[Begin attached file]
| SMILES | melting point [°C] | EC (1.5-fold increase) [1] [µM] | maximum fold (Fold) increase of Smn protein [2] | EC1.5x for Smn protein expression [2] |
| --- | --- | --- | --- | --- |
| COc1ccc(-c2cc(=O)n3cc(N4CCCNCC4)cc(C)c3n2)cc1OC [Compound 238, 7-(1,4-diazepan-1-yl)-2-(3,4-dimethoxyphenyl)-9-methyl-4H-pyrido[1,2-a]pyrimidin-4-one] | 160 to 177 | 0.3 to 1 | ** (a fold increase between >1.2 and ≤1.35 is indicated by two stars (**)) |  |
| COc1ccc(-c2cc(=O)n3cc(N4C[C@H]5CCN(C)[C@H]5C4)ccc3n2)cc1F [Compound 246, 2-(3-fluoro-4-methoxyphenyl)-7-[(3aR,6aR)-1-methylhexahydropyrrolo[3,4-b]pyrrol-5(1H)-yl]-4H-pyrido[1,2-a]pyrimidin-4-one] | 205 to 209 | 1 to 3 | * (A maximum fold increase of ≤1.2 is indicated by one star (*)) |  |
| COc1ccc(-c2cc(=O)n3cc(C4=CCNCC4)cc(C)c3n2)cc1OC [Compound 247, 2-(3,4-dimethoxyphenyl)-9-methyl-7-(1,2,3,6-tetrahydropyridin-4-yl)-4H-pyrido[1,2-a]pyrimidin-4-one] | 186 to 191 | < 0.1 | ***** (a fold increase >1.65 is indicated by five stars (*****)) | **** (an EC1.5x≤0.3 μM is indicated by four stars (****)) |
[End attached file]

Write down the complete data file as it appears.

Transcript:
| SMILES | melting point [°C] | EC (1.5-fold increase) [1] [µM] | maximum fold (Fold) increase of Smn protein [2] | EC1.5x for Smn protein expression [2] |
| --- | --- | --- | --- | --- |
| COc1ccc(-c2cc(=O)n3cc(N4CCCNCC4)cc(C)c3n2)cc1OC [Compound 238, 7-(1,4-diazepan-1-yl)-2-(3,4-dimethoxyphenyl)-9-methyl-4H-pyrido[1,2-a]pyrimidin-4-one] | 160 to 177 | 0.3 to 1 | ** (a fold increase between >1.2 and ≤1.35 is indicated by two stars (**)) |  |
| COc1ccc(-c2cc(=O)n3cc(N4C[C@H]5CCN(C)[C@H]5C4)ccc3n2)cc1F [Compound 246, 2-(3-fluoro-4-methoxyphenyl)-7-[(3aR,6aR)-1-methylhexahydropyrrolo[3,4-b]pyrrol-5(1H)-yl]-4H-pyrido[1,2-a]pyrimidin-4-one] | 205 to 209 | 1 to 3 | * (A maximum fold increase of ≤1.2 is indicated by one star (*)) |  |
| COc1ccc(-c2cc(=O)n3cc(C4=CCNCC4)cc(C)c3n2)cc1OC [Compound 247, 2-(3,4-dimethoxyphenyl)-9-methyl-7-(1,2,3,6-tetrahydropyridin-4-yl)-4H-pyrido[1,2-a]pyrimidin-4-one] | 186 to 191 | < 0.1 | ***** (a fold increase >1.65 is indicated by five stars (*****)) | **** (an EC1.5x≤0.3 μM is indicated by four stars (****)) |